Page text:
Spaceport America Plays Guessing Game as Virgin Galactic Awaits NTSB Report

The Virgin Galactic Gateway to Space building with a security fence around it. (Credit: Alex Heard)
The Virgin Galactic Gateway to Space building with a security fence around it. (Credit: Alex Heard)

The guessing game was being played again last week in New Mexico, when nobody seems to know when Virgin Galactic will begin commercial spaceflights from the state’s gleaming but little used Spaceport America.

“Our assumption is that they wouldn’t begin commercial flights with passengers until July 2016,” [Executive Director Christine] Anderson said in an interview. “That’s just an assumption. It doesn’t mean I know any more than anyone else, but it means that I had to base my budget on something.”

Well, fair enough. I guess she has to base the budget on something. It would be nice if that something was a little more realistic. A July start doesn’t appear to be so at the moment.

Reports here in Mojave indicate that Virgin Galactic is aiming for some sort of flight — most likely a non-powered drop test from SpaceShipTwo — by the end of the year. However, that schedule doesn’t seem any more credible than any of the company’s other predictions over the past 11 years.

There’s still a lot of work to do. This is the first time that Virgin Galactic is building a SpaceShipTwo; the previous one had been constructed by Scaled Composites. And the project has to compete for resources with the company’s satellite launch vehicle program, which just received an order for 39 launches and an option for 100 more for a rocket that doesn’t even exist yet.

Assuming sources are correct, the first flight tests of the second SpaceShipTwo won’t occur until sometime in 2016. That leaves almost no time to complete a proper test program in Mojave and begin commercial flights by July in New Mexico.

The other assumption is that Virgin Galactic will — as Vice President Will Pomerantz said emphatically at the Space Access Conference in April — only fly when they’re ready. If the company is serious about that, they will need to do more than the handful of powered flights they had planned — with a new nylon hybrid engine — before the first SpaceShipTwo was destroyed last Halloween.

So, it looks as if New Mexico will have to wait a bit longer for flights at the $225 million spaceport outside of Truth or Consequences. In the meantime, Virgin Galactic’s Gateway to Space — as the hangar facility is called — will continue to be a money pit.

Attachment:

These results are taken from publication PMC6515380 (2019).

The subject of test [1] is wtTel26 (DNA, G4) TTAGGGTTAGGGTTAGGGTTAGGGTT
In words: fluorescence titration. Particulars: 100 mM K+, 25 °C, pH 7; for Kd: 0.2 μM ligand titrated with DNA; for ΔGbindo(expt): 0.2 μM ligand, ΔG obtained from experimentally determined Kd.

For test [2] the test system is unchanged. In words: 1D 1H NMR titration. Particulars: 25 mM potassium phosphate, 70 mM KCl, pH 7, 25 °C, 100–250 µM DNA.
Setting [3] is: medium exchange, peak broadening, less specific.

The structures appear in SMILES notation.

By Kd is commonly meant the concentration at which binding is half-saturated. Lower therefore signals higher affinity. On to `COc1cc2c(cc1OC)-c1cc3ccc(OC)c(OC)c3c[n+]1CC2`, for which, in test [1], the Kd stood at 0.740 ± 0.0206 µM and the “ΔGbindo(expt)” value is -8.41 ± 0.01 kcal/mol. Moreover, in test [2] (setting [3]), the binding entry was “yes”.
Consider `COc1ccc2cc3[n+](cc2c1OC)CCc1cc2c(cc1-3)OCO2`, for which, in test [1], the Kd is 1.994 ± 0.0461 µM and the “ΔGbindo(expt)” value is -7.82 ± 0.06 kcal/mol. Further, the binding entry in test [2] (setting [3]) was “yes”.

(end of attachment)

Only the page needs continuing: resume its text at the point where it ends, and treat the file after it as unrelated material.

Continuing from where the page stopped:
“The ability and timing for the spaceport to achieve self-sufficiency remains uncertain,” legislative analysts wrote in a five-page briefing that detailed the challenges facing the futuristic facility.

There have been 23 vertical rocket launches to date, and revenue has covered more than half of the facility’s operating expenses for the last three fiscal years.

Those operating expenses are set to increase this fiscal year with the costs for security and firefighting services jumping to $3 million, or nearly half of the spaceport’s operating budget and triple the funds it receives from Virgin Galactic in the form of lease payments.

According to the finance committee, which is instrumental in crafting the budget each year, the security and fire staffing levels exceed state and federal requirements.

While New Mexico officials grapple with costs, Virgin Galactic is awaiting the release of a report by the National Transportation Safety Board on the SpaceShipTwo accident last October.  A source reports that document could be released by the end of the month.

The report is expected to blame pilot error on the part of Scaled Composites co-pilot Mike Alsbury, who died when the ship broke up in flight. A design flaw in the feather system is reported to be a contributing factor to the crash.

NTSB officials have said Alsbury unlocked the feather device, which is designed to deploy two tail booms during re-entry, too soon during ascent. Aerodynamic forces caused the booms to deploy, resulting in the break up of the ship.

The source said the report will recommend the deployment system be beefed up to prevent another occurrence of the event that destroyed the first SpaceShipTwo.

The changes will add weight to a ship that was already very heavy. Although tests on the spacecraft’s hybrid motor are reported to be going well, it’s not clear whether SpaceShipTwo will be able to reach the 80 km (50 mile) altitude stipulated in contracts with approximately 700 customers who have signed up for flights.

SpaceShipTwo was originally designed to carry two pilots and six passengers. However, reports indicate that the passenger capacity could be reduced to four.